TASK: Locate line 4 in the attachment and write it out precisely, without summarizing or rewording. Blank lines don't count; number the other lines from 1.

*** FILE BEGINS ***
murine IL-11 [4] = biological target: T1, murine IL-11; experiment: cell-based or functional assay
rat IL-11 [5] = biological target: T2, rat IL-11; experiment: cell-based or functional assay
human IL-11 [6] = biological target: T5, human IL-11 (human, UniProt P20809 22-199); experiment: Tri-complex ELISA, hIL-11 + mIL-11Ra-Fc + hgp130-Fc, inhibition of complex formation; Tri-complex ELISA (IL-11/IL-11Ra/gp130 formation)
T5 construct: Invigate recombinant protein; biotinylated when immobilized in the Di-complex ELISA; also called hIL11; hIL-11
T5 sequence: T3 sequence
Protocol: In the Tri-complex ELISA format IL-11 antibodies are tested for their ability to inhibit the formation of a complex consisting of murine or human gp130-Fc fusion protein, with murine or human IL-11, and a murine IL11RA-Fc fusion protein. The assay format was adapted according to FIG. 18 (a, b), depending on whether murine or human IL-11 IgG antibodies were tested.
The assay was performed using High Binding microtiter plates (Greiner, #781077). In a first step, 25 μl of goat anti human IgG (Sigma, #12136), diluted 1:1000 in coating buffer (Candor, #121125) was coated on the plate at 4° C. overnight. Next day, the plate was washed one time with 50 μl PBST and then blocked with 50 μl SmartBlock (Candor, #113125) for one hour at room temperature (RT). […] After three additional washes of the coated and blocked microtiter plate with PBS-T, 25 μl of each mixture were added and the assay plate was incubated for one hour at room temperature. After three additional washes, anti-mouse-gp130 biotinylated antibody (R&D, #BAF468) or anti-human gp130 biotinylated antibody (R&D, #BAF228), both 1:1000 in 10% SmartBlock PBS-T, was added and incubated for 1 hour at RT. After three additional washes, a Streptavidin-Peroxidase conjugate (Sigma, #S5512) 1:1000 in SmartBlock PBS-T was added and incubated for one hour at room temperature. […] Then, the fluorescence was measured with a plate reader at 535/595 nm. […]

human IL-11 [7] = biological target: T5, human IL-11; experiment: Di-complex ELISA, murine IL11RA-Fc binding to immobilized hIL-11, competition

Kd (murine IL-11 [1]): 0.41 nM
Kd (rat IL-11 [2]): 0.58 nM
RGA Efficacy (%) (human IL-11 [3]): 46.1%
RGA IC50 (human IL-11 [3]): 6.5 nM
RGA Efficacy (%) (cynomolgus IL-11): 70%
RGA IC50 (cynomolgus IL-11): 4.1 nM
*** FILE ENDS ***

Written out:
T5 construct: Invigate recombinant protein; biotinylated when immobilized in the Di-complex ELISA; also called hIL11; hIL-11